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Posted by Bob L. (+5095) 12 years ago
Wendy: Nice work.
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Posted by Richard Bonine, Jr (+15311) 12 years ago
Interesting.

http://news.yahoo.com/s/n..._economy_8

Economy likely grew 4.6 percent in 4th quarter

By Lucia Mutikani - Fri Jan 29, 12:09 am ET
WASHINGTON (Reuters) - The U.S. economy likely grew at its fastest pace in nearly four years in the fourth quarter as businesses made less-aggressive cutbacks on inventories, a government report is expected to show on Friday.

A Reuters survey predicted that gross domestic product, which measures total goods and services output within U.S. borders, expanded at a 4.6 percent annual rate, up from 2.2 percent in the third quarter.

Analysts reckon the change in inventories could constitute as much as three-quarters of the GDP figure and overstate the strength of the recovery from the longest and deepest downturn since the Great Depression 70 years ago.

"We shouldn't dismiss it (GDP number), but the problem is the inventory cycle really doesn't last that long. It's not what we call self-sustaining growth," said Paul Ashworth, senior U.S. economist at Capital Economics in Toronto.

Getting the economy on a sustainable growth track remains one of the key challenges facing President Barack Obama, who on Wednesday outlined a raft of measures to create jobs and nurture the recovery.
The pace of inventory liquidation likely slowed in the fourth quarter, and some analysts believe inventories might even have been flat. Business inventories fell $139.2 billion in the July-September period after plunging by a record $160.2 billion in the second quarter.

However, not everyone agrees the economic lift from the change in the inventory cycle will be short-lived. Dean Maki, chief economist at Barclays Capital in New York, reckons the boost could act as a catalyst for sustained growth.

"We believe the gain in GDP will prove more than a fleeting inventory-induced pop. Rather, we expect the normalization in inventories to spark a greater need for production and a sustained economic recovery," said Maki.

Final sales of domestic product, which exclude inventories, are expected to rise at a 1.6 percent annual pace after increasing 1.5 percent in the third quarter. Final sales are a good indicator of future GDP growth trends.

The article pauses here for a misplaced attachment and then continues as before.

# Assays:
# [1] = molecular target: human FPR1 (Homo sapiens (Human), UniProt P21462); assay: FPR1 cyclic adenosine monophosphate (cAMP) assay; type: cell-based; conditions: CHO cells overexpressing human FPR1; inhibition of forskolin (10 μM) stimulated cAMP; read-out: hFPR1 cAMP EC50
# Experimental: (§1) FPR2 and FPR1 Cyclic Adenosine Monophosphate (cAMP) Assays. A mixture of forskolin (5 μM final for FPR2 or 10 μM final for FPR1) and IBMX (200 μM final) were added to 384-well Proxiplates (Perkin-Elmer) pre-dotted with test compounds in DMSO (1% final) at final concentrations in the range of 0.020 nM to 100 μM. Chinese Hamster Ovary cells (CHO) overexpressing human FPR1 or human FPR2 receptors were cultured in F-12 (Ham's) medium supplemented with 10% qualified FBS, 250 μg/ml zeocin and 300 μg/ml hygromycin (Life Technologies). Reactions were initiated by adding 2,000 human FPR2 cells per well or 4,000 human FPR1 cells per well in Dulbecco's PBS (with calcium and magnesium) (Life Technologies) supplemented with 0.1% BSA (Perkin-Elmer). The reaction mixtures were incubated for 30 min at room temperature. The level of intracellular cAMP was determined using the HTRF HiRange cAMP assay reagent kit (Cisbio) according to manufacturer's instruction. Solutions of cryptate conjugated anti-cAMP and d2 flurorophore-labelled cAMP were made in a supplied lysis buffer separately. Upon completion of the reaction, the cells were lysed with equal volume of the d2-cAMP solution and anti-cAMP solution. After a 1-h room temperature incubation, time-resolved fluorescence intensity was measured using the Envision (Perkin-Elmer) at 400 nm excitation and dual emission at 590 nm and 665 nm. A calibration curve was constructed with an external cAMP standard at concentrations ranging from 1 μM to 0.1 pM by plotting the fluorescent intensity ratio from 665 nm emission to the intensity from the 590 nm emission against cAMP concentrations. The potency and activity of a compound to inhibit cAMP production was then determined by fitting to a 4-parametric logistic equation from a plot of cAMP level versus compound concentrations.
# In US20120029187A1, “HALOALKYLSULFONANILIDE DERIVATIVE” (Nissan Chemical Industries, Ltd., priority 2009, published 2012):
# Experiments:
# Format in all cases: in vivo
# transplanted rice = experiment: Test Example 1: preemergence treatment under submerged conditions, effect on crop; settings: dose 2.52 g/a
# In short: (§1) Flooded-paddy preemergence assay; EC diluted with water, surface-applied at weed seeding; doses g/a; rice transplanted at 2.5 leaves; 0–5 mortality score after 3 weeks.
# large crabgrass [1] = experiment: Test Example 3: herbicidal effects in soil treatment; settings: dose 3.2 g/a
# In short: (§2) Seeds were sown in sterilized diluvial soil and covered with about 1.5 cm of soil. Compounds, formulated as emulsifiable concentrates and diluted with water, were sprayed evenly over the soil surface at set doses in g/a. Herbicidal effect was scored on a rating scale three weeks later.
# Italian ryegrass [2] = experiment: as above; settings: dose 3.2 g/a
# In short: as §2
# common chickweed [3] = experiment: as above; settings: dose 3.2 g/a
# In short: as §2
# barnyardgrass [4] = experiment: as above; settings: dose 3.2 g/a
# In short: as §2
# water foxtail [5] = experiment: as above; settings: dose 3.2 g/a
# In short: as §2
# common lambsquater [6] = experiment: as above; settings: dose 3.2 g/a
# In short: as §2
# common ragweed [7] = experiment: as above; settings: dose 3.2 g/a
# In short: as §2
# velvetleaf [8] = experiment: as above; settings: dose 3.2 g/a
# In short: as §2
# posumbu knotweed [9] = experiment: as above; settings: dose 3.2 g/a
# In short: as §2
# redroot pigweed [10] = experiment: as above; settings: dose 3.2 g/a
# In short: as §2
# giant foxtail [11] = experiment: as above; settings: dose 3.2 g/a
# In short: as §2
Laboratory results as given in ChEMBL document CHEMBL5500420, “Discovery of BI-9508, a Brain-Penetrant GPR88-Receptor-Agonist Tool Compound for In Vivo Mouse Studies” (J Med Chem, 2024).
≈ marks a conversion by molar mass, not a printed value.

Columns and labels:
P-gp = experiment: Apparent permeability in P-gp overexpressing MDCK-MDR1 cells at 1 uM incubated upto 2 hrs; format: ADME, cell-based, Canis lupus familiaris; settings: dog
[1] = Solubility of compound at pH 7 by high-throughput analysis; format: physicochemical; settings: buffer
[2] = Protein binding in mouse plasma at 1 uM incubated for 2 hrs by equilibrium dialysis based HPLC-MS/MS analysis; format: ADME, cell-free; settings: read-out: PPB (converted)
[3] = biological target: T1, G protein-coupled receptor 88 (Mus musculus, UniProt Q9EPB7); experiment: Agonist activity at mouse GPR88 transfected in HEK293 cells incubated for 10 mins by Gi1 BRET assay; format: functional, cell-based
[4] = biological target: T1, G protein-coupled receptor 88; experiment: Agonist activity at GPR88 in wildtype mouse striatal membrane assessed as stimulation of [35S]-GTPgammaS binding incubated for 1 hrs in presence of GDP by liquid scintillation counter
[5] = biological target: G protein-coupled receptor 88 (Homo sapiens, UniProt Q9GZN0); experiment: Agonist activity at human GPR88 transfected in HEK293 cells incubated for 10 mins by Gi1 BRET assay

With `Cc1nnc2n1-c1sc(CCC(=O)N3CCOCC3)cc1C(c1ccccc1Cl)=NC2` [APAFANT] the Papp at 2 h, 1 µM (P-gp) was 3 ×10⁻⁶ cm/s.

Consumer spending is expected to have risen in the last three months of 2009, but below the 2.8 percent annual pace in the prior quarter, when consumption got a boost from the government's "cash for clunkers" program.

Spending has been hamstrung by the worst labor market in a quarter century. Analysts noted that during periods of strong economic growth, consumer spending was rising at an average of 4 percent a year.

"If you are looking for a strong and sustainable recovery, it's hard to see that happening unless consumption accelerates," said Capital Economics' Ashworth. Residential investment was expected to make a smaller contribution to overall output in the fourth quarter.

Home building received a lift from a popular tax credit for first-time buyers, but recent data has hinted at weakness returning to the sector.

Business investment likely fell again in the fourth quarter, held back by struggling commercial real estate, which has been pressured by high vacancy rates and tight access to credit. At the same time, analysts expect gains in capital equipment and machinery, which could portend an increase in output in coming months.

(Reporting by Lucia Mutikani; Editing by Dan Grebler)

[This message has been edited by Richard Bonine, Jr (2/1/2010)]
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Posted by Bob L. (+5095) 12 years ago
Nice cut and paste, Ricardo!

So, why would it be that businesses aren't cutting inventory as much?

Hmmmmmmm.



And, why are you rooting against an economic recovery? You hate America, don't you?

[This message has been edited by Bob L. (2/1/2010)]